Boise's Blue Field Turns 20
 
 

Sept. 14, 2006

BOISE, Idaho (AP) -Twenty years after the Smurf Turf made its debut, Boise State's blue football field remains an eye-catcher.

And that's exactly what Gene Bleymaier hoped for when he came up with the idea of dying the artificial turf at Bronco Stadium.

"I guess that I'm the type of person that when I paint my house I paint it a different color so the neighbors notice you did something," said Bleymaier, in his 24th year as Boise State's athletic director.

Bleymaier was the driving force behind Boise State's blue football field, which has grown into a tourist attraction rivaling potatoes for popularity in Idaho. Twenty years ago Wednesday, Boise State played its first game on the field with a 74-0 rout of Humboldt State.

Two decades later, the only non-green field is the subject of rumors and myths, opposition complaints, and pride for Boise State's players.

"This is our house," linebacker Korey Hall said. "It is kind of statement that is kind of cool and there's nothing else like it."

Having a pretty good football team helps, too. Since the first incarnation of The Blue - as the locals call it - the Broncos are 110-30 at home, 40-2 since 2000.

Bleymaier brainstormed the idea flying home from the NCAA convention in January 1986 and decided if the school was going to pay $750,000 for a new playing surface, it was going to be blue.

"I was just thinking about what we could do and how disappointed I was going to be if we just put in another green field we had seen for 15 years," Bleymaier said.

With the idea in hand, Bleymaier's next trick was getting university approval. He went straight to then president John Keiser and presented his plan, highlighting that a blue field would give the school some notoriety and an unusual home-field advantage.

Keiser went along with Bleymaier's idea and the pair kept the plan quiet until the day it was announced to the public. This was not a proposal the duo wanted available for debate.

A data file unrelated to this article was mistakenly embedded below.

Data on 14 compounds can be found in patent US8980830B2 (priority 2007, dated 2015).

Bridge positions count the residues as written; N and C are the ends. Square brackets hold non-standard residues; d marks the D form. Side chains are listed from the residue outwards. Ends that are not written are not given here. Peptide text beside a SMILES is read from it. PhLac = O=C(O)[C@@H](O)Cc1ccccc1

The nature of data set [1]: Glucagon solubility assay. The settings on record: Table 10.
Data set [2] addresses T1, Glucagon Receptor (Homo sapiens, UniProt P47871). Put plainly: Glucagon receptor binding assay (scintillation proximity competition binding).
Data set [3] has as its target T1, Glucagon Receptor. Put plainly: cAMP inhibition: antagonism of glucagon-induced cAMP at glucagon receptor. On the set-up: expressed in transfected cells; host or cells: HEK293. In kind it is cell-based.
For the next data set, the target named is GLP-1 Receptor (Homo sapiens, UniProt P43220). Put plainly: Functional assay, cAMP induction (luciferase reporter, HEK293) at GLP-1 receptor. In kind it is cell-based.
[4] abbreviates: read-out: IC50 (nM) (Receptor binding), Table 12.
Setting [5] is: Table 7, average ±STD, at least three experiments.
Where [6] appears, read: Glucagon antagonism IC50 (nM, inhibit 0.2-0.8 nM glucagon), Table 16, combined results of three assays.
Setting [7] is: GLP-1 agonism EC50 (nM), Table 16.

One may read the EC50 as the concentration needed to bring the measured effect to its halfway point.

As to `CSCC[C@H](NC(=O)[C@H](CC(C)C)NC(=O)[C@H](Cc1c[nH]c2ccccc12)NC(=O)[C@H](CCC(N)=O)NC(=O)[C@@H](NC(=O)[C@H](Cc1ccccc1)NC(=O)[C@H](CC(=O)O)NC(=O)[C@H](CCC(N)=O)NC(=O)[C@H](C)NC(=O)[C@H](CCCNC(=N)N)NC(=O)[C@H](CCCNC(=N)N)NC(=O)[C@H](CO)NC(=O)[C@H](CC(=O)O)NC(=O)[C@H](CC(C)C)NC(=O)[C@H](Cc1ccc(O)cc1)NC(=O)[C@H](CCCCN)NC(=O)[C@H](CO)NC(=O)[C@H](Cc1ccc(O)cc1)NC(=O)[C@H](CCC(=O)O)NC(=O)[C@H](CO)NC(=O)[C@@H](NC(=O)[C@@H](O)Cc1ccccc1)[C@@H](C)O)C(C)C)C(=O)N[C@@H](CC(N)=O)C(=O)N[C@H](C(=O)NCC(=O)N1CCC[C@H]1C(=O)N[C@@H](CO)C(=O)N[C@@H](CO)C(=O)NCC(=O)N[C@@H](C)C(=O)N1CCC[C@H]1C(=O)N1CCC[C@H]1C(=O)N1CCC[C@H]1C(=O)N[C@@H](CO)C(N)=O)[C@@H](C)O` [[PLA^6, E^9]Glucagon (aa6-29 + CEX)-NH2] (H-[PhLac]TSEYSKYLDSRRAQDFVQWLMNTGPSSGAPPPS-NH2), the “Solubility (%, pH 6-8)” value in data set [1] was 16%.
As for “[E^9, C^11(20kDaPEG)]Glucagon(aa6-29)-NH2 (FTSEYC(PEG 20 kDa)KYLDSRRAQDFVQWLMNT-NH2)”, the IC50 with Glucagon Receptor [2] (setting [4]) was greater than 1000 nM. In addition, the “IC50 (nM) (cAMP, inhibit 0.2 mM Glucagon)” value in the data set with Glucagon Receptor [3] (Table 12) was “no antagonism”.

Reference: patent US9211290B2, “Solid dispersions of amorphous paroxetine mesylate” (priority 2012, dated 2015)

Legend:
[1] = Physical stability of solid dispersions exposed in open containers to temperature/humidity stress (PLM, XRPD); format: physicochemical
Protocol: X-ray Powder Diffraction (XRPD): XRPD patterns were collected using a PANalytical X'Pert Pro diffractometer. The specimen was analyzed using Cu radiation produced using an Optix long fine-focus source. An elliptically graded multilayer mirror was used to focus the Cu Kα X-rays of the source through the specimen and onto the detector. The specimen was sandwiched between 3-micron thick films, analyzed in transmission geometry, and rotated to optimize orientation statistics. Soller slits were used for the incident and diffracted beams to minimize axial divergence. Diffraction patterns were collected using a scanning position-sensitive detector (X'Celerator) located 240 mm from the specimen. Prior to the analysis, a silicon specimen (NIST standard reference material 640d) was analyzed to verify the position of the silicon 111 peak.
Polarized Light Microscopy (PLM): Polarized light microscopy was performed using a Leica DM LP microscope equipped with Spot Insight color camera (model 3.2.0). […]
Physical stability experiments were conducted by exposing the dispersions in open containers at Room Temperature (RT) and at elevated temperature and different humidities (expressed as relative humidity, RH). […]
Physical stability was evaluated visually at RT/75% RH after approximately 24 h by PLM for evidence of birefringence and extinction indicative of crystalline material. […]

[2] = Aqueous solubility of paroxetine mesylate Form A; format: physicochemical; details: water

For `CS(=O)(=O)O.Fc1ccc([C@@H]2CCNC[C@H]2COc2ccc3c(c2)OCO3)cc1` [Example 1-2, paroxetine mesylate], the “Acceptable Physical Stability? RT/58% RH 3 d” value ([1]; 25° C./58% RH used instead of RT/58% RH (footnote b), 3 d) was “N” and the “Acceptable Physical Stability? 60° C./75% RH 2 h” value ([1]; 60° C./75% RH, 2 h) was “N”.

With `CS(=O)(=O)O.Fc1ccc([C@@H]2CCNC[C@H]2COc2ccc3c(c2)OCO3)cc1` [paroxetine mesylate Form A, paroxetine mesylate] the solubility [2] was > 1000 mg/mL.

"I knew that I couldn't talk about it because it would get blown out of the water. I would not get the support," Bleymaier said. "Really, it was kept pretty much between him and me until we actually announced it. Then, of course, there was all sorts of reaction."

Not much was positive, initially. Many began referring to the field as "Lake Bleymaier." On the night of the first game - where an orange and blue football was used for the kickoff - then Idaho Statesman columnist Jim Poore wrote, "The creature from the blue lagoon did not pop out of the AstroTurf and gobble up both teams, the cheerleaders and Buster Bronco, proving once and for all that Lake Bleymaier is nothing more than a good promotional idea."

Poore was correct, it has been good promotion. The blue turf gained a national audience when the school began hosting a bowl game in 1997. More attention arrived when the Broncos' joined the Western Athletic Conference in 2001, climbed into the Top 25 and started playing regularly on national television.

Recruits are often lured by the chance to play on the blue turf. Some opponents believe its an unfair advantage, saying the blue turf and the Broncos' blue uniforms are camouflage. The field is also the anchor of the school's "Beyond the Blue" marketing campaign, highlighting Boise State's academics.

The current field is the third blue surface. Twenty years after its debut, no one can envision a green field returning.

"I can't tell you how many times we get knocks on the door, with people saying, 'I'm from out of town, I'm here for the weekend, I've got to walk on the blue turf,"' Bleymaier said.


 
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